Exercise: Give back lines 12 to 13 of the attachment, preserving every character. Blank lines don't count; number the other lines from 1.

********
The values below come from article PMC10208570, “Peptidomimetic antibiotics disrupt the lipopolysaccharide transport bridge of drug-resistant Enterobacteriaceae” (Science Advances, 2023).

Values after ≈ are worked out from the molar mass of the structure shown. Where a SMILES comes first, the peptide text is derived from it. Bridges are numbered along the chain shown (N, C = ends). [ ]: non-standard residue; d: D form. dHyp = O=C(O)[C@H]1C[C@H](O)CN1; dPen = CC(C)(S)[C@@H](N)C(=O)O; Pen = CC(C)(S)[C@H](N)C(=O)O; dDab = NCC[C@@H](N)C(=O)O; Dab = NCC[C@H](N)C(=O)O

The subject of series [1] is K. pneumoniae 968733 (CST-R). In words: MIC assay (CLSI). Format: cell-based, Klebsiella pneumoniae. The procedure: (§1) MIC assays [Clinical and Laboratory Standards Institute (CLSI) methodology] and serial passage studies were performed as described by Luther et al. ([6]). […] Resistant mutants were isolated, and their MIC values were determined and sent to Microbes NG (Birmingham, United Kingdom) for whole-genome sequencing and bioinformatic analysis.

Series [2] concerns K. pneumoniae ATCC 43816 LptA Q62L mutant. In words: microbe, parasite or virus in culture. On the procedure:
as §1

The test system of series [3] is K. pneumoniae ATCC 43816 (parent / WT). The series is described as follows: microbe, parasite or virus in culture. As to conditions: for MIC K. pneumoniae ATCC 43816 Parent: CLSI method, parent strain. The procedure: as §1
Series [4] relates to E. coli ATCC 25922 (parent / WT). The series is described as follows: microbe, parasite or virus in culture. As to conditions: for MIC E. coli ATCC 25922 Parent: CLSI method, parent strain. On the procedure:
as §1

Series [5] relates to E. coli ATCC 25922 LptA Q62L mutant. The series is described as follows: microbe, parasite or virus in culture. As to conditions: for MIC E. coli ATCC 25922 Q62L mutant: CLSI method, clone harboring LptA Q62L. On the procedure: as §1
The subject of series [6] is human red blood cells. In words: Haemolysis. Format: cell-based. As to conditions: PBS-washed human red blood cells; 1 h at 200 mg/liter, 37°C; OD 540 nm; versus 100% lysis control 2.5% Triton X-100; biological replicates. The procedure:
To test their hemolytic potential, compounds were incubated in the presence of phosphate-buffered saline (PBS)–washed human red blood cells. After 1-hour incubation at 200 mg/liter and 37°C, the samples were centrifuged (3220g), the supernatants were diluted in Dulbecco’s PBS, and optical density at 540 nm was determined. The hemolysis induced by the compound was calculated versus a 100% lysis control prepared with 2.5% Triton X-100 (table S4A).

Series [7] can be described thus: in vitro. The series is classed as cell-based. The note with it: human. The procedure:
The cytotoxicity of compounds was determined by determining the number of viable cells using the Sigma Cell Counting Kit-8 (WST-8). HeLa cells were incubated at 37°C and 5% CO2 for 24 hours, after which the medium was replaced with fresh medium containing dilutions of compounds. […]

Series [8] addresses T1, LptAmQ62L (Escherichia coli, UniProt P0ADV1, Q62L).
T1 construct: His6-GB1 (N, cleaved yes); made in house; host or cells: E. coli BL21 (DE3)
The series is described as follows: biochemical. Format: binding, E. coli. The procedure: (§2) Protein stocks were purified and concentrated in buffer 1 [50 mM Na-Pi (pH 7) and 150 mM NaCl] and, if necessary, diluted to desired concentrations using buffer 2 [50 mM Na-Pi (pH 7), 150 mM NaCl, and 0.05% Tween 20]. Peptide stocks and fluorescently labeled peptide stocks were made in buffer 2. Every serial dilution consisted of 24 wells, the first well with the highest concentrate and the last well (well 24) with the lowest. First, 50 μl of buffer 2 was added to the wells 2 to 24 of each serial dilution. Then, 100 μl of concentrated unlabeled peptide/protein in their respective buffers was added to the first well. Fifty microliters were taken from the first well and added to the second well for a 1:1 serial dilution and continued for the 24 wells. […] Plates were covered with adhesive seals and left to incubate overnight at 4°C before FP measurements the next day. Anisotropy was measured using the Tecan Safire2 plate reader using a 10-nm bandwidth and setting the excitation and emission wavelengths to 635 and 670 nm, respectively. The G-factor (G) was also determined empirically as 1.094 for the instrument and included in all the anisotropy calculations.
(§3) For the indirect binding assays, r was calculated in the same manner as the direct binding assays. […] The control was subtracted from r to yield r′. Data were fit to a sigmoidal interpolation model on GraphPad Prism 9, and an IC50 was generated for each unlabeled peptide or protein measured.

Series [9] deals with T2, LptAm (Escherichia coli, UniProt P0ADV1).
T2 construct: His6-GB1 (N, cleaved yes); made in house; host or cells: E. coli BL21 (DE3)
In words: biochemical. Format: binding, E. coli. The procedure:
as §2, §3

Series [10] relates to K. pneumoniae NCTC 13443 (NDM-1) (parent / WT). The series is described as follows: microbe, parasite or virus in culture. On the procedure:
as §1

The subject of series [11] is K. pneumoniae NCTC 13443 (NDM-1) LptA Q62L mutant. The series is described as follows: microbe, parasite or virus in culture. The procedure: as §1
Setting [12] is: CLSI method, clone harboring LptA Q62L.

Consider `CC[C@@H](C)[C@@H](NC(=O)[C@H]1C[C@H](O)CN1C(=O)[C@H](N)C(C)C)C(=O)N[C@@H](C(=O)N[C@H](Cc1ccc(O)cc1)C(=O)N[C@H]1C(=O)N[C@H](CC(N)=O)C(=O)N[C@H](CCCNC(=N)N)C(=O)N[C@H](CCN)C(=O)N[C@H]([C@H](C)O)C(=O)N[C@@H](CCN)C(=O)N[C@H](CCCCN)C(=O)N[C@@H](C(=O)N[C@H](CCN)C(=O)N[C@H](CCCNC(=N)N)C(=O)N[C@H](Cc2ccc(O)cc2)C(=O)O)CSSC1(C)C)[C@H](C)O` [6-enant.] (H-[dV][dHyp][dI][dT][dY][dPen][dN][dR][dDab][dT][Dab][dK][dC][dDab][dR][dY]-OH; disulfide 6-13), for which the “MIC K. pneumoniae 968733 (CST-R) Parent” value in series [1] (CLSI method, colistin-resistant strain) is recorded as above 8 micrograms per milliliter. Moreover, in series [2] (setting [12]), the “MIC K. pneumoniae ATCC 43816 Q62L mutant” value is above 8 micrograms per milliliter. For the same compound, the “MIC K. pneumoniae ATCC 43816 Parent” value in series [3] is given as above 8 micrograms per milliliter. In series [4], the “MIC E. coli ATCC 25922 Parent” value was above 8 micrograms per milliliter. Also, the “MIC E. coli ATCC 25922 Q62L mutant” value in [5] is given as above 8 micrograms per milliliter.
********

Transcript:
Series [7] can be described thus: in vitro. The series is classed as cell-based. The note with it: human. The procedure:
The cytotoxicity of compounds was determined by determining the number of viable cells using the Sigma Cell Counting Kit-8 (WST-8). HeLa cells were incubated at 37°C and 5% CO2 for 24 hours, after which the medium was replaced with fresh medium containing dilutions of compounds. […]